Courses & Electives
The Revers Center for Energy, Sustainability and Innovation supports curricular learning through credit and non-credit courses, workshops and events. The energy curriculum at Tuck is designed for students who have a deep interest in energy and for those who want to understand the industry in preparation for related careers in general management, consulting, banking, entrepreneurship, or investing. In addition to courses with a specific focus on energy, students have the opportunity to design independent studies and participate in various experiential learning projects.
Energy Economics, Professor Erin Mansur
A full-term elective that explores a managerial perspective on the economics of energy markets, including crude oil, refined products, natural gas, and electricity.
Business and Climate Change, Professor Anant Sundaram
An elective course taught annually. Companies are the major source of greenhouse gas emissions and equally, by deploying R&D, financial resources, technology, and talent, they are the ones developing the solutions to address the problem. The class discusses the impacts of climate change on business, tools and frameworks to understand regulatory responses, and ways to assess how a company’s business model is exposed to climate change.
Current Issues in the Global Food Systems, Professor José B. Alvarez
An elective course exploring the global food system that consists of a multitude of players connected through local and global networks. Students learn about the challenges these networks face in an effort to feed the planet.
Financing the Clean Energy Economy, Professor Curtis Probst
This elective course focuses on the finance aspects of the clean energy economy. Students examine renewable energy generation—as mass electrification using cleaner generation sources is necessary to sustain our energy-dependent lives and economies—as well as energy efficiency.
International Climate Negotiations at COP27, Professor Tracy Bach
This elective course provides Tuck students a front-row seat to the climate negotiations in Sharm El-Sheikh, Egypt. Students will explore COP27 and international cooperation on the rapid implementation of the Paris Agreement through mitigation and adaptation actions, climate and carbon financing, recognition of loss and damage, and holding countries accountable via the global stock take and private entities via the Global Climate Action Agenda (GCA).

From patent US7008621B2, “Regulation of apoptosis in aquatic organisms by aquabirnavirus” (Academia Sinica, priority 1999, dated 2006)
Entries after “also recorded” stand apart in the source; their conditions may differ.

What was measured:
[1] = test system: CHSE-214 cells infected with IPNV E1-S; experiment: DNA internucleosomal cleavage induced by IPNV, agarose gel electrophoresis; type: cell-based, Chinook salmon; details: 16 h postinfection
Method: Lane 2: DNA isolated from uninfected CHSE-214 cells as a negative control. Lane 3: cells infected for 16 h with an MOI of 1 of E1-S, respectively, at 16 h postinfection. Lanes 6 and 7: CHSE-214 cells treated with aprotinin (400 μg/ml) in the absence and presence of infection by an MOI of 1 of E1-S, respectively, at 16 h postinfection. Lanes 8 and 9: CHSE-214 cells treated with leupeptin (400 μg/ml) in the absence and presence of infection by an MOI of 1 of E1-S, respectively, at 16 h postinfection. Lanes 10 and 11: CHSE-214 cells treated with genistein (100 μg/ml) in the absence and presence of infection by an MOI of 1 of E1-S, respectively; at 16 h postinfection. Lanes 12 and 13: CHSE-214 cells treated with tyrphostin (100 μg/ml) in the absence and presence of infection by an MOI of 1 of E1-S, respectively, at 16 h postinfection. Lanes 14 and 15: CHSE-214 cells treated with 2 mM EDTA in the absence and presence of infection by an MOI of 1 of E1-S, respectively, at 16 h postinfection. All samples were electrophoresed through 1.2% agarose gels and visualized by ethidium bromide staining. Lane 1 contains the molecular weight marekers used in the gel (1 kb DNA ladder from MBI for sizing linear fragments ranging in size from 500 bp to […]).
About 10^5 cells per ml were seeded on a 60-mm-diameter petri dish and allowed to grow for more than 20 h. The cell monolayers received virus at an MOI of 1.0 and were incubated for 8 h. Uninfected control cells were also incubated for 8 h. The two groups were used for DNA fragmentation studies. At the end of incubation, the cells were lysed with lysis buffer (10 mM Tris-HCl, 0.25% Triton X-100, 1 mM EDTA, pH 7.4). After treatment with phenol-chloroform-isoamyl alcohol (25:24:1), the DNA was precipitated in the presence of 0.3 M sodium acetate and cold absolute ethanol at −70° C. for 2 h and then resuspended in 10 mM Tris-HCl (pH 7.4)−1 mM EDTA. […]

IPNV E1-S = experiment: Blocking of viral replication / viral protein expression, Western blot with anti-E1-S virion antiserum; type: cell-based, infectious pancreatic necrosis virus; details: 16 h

Sustainable Marketing, Professor Liana Frey
An elective course where students learn about how sustainable marketing differs from regular marketing, the shift of consumer expectations around transparency of a company’s environmental impact, and how to communicate that to various stakeholders.
Workshops: The Center offers full-day or half-day workshops to help students take a deep-dive into energy topics that are not full-filled through the curriculum. These are offered to support students in the career recruiting process or simply to explore topics they want to learn more about. Recent workshops include:
- Energy 101-Fundamentals of Power and Gas
This intensive, introductory, day-long workshop covers energy consumers, generation sources, physical system attributes, as well as regulation, markets, and future trends. The workshop utilizes several case studies from the power and gas industries.
- Energy Project Finance
This deep-dive workshop is an exciting opportunity for Tuck students looking to explore topics such as: M&A trends in energy and power (shift from public to private markets), the rise of ESG and renewable energy projects, including ESG scoring, bond spreads and PE multiples and energy project finance and a review of cases.
- Commodity Trading
This day-long workshop is for students to better understand the Commodity Trading Industry. This seminar provides an overview of commodity trading fundamentals, strategies, and organization. Topics include: what a commodity is, what are Futures and Forwards, standardized futures contracts, derivatives, trading strategies, and commodity trading organizations.
- Conservation Finance
Policymakers around the world recognize the potential for natural land area to combat climate change. Environmental conservation relies on raising and managing capital for long term security. This workshop enables participants to understand the “triple bottom line”: environmental, social and economic returns of conservation finance.